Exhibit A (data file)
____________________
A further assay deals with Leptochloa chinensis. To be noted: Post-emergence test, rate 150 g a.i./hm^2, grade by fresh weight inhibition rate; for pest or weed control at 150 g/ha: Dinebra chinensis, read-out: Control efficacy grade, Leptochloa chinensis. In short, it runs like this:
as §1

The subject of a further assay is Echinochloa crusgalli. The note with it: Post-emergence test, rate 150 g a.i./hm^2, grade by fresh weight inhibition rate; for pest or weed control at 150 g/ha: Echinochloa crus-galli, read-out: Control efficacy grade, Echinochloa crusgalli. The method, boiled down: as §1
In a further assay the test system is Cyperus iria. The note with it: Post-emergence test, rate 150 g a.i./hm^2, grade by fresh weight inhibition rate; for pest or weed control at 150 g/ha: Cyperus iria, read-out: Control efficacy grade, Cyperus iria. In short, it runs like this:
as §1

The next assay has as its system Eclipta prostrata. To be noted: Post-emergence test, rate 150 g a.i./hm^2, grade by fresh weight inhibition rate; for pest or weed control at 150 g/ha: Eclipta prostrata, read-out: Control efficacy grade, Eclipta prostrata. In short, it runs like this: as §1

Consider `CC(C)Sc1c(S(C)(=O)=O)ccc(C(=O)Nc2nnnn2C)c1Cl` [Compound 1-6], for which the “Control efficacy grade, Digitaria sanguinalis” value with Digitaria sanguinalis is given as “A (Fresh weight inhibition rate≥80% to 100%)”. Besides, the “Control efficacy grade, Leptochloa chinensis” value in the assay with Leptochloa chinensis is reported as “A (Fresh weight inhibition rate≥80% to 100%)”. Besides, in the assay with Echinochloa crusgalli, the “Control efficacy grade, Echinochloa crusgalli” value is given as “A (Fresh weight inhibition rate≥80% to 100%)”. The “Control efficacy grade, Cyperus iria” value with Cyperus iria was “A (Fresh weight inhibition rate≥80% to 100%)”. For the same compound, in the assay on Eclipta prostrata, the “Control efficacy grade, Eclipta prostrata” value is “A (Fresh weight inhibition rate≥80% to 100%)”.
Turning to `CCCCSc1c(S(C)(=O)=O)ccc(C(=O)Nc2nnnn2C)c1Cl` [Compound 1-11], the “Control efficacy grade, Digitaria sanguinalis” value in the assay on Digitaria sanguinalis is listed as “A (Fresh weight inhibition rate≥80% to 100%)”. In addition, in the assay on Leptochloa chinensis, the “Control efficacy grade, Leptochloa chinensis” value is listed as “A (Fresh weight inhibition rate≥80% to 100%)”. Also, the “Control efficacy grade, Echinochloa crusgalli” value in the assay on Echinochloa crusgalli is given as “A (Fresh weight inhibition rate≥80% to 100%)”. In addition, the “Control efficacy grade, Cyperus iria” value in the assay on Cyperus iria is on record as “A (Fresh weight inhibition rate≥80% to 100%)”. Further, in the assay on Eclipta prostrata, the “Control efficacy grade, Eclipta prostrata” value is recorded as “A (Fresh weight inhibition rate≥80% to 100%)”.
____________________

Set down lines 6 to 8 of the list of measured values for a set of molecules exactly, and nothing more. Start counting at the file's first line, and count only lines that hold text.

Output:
The next assay has as its system Eclipta prostrata. To be noted: Post-emergence test, rate 150 g a.i./hm^2, grade by fresh weight inhibition rate; for pest or weed control at 150 g/ha: Eclipta prostrata, read-out: Control efficacy grade, Eclipta prostrata. In short, it runs like this: as §1

Consider `CC(C)Sc1c(S(C)(=O)=O)ccc(C(=O)Nc2nnnn2C)c1Cl` [Compound 1-6], for which the “Control efficacy grade, Digitaria sanguinalis” value with Digitaria sanguinalis is given as “A (Fresh weight inhibition rate≥80% to 100%)”. Besides, the “Control efficacy grade, Leptochloa chinensis” value in the assay with Leptochloa chinensis is reported as “A (Fresh weight inhibition rate≥80% to 100%)”. Besides, in the assay with Echinochloa crusgalli, the “Control efficacy grade, Echinochloa crusgalli” value is given as “A (Fresh weight inhibition rate≥80% to 100%)”. The “Control efficacy grade, Cyperus iria” value with Cyperus iria was “A (Fresh weight inhibition rate≥80% to 100%)”. For the same compound, in the assay on Eclipta prostrata, the “Control efficacy grade, Eclipta prostrata” value is “A (Fresh weight inhibition rate≥80% to 100%)”.
Turning to `CCCCSc1c(S(C)(=O)=O)ccc(C(=O)Nc2nnnn2C)c1Cl` [Compound 1-11], the “Control efficacy grade, Digitaria sanguinalis” value in the assay on Digitaria sanguinalis is listed as “A (Fresh weight inhibition rate≥80% to 100%)”. In addition, in the assay on Leptochloa chinensis, the “Control efficacy grade, Leptochloa chinensis” value is listed as “A (Fresh weight inhibition rate≥80% to 100%)”. Also, the “Control efficacy grade, Echinochloa crusgalli” value in the assay on Echinochloa crusgalli is given as “A (Fresh weight inhibition rate≥80% to 100%)”. In addition, the “Control efficacy grade, Cyperus iria” value in the assay on Cyperus iria is on record as “A (Fresh weight inhibition rate≥80% to 100%)”. Further, in the assay on Eclipta prostrata, the “Control efficacy grade, Eclipta prostrata” value is recorded as “A (Fresh weight inhibition rate≥80% to 100%)”.